Warning: A non-numeric value encountered in /home/web2cowi/public_html/wp-content/themes/astra/inc/class-astra-dynamic-css.php on line 3458
Astasi Al-Rumi, Or Eustathius The Greek - Coptic Wiki

ASTASI AL-RUMI, or Eustathius the Greek

One of the most productive painters of Coptic icons in the latter part of the nineteenth century. An Arabic-speaking Greek iconographer from Jerusalem, he worked in for a period of approximately thirty- five years, from 1836 to 1871. Most of his many icons, which were commissioned either by Coptic or by Coptic notables, were painted in Cairo, where he lived in the AL-RUM. Many of his icons were produced during the iconoclastic controversy within the Coptic church, when the Patriarch CYRIL IV ordered the destruction of many icons, particularly in Upper Egypt.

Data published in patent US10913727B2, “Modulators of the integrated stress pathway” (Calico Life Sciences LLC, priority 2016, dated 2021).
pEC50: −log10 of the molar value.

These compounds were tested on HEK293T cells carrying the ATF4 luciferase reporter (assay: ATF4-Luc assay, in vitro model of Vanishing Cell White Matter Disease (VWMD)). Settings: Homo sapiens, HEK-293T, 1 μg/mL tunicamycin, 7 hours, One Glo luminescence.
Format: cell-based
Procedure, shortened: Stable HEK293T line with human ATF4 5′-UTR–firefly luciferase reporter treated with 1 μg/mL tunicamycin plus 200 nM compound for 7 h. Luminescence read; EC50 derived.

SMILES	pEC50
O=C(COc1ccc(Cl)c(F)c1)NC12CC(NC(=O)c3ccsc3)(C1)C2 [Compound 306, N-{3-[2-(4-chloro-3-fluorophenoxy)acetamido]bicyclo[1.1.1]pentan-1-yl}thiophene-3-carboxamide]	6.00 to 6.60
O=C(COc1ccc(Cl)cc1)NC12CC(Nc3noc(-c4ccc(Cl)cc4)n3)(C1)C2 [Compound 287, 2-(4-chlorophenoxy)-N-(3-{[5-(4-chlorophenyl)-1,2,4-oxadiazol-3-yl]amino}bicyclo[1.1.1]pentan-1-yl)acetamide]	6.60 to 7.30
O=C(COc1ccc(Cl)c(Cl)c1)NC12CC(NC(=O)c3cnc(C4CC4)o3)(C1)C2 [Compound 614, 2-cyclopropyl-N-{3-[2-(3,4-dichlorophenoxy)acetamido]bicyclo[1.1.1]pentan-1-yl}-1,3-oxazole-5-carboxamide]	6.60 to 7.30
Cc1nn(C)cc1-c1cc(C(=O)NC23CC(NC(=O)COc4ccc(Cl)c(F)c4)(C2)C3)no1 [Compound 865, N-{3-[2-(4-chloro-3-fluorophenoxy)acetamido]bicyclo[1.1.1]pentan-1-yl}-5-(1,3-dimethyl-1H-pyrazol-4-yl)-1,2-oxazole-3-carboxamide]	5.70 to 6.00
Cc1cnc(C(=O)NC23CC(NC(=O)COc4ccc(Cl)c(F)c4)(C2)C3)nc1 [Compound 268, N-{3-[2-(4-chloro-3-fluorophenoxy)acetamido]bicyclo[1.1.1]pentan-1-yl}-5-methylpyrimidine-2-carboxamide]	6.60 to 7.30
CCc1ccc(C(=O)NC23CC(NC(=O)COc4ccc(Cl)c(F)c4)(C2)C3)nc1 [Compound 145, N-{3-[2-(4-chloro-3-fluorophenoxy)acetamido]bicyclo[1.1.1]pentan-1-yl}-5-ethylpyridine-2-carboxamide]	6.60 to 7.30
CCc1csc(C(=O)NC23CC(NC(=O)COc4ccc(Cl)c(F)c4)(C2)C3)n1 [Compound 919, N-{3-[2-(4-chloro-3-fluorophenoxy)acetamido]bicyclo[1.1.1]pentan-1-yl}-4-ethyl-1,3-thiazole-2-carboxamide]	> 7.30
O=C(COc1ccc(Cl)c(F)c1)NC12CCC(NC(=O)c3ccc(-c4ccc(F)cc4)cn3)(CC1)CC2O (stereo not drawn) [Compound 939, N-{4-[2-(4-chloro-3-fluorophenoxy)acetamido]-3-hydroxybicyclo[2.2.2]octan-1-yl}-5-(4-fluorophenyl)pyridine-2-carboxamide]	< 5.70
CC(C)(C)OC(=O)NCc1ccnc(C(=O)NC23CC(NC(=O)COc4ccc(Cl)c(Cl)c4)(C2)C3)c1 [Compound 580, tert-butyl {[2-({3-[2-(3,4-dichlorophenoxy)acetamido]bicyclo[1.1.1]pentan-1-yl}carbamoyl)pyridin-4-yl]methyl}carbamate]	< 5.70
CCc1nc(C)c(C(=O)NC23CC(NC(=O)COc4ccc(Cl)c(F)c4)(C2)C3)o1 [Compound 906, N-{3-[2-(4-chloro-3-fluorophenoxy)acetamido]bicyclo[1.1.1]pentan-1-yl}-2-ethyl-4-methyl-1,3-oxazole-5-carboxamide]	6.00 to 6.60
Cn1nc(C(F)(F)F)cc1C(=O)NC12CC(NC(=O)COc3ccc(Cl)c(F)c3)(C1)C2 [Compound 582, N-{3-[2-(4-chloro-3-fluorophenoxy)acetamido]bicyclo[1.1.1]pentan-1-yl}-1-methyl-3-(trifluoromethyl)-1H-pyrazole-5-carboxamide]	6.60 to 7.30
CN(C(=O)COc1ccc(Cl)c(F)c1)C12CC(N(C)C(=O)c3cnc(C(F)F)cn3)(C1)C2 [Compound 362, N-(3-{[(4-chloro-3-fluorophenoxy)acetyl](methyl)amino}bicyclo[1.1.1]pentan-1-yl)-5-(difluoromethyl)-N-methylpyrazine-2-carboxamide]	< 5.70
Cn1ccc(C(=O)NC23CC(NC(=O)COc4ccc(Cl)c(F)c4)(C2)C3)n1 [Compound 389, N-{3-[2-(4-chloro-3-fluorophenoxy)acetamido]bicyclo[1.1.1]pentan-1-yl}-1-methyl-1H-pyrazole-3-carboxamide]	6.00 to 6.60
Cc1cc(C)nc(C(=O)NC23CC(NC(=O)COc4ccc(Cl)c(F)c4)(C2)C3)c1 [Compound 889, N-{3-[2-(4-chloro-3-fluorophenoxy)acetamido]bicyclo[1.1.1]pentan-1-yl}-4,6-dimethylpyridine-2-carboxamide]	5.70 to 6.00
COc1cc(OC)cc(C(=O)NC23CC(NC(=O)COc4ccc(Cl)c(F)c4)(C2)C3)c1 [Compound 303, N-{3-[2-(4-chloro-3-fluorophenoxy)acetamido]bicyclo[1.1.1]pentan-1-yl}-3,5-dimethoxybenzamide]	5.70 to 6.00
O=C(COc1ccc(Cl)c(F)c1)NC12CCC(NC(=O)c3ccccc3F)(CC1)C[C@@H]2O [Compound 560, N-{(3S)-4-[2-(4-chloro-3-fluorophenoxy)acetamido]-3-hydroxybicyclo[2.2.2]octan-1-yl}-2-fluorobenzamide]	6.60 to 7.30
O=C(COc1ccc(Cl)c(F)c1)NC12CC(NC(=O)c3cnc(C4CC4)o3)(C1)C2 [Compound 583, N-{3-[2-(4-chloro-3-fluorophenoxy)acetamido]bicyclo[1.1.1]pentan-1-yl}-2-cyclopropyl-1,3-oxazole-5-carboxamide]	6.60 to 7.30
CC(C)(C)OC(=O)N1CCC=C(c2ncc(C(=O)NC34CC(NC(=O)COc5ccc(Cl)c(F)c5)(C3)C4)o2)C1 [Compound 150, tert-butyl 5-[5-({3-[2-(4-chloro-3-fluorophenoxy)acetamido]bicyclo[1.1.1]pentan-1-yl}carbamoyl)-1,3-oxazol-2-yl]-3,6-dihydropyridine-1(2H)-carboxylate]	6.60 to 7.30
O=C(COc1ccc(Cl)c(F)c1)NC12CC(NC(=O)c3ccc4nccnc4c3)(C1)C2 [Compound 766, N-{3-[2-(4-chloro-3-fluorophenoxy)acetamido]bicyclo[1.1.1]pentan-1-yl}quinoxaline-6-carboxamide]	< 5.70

There is no that Astasi was familiar with the Greek, Coptic, or script, and his errors on inscriptions indicate that he was unfamiliar with the Greek and the Latin alphabets. He painted all his icons on wood, a noteworthy fact because during the nineteenth century most Coptic icons were painted on canvas. In addition, he adorned numerous chalice arks with his paintings. In all instances, he added to the bottom of his paintings an Arabic text in the form of a votive inscription including his name and the date. In most cases, he used the Coptic calendar and in some instances the calendar.

His subjects can be divided into three groups: the Holy Virgin and Child, the feasts of the church, and the saints of the church. Astasi’s icons are found in the of Old Cairo, the al-Rum, the HARIT ZUWAYLAH, the churches of the of the Wadi al-Natrun, the Monastery of the Holy Virgin (DAYR AL-MUHARRAQ), the Church of the Holy Virgin, JABAL AL-TAYR, and ASYUT.

  • Meinardus, O. “The Iconography of Astasi al-Rumi.” Studia Aegyptiaca, Collectanea 14 (1970-1971):377-97.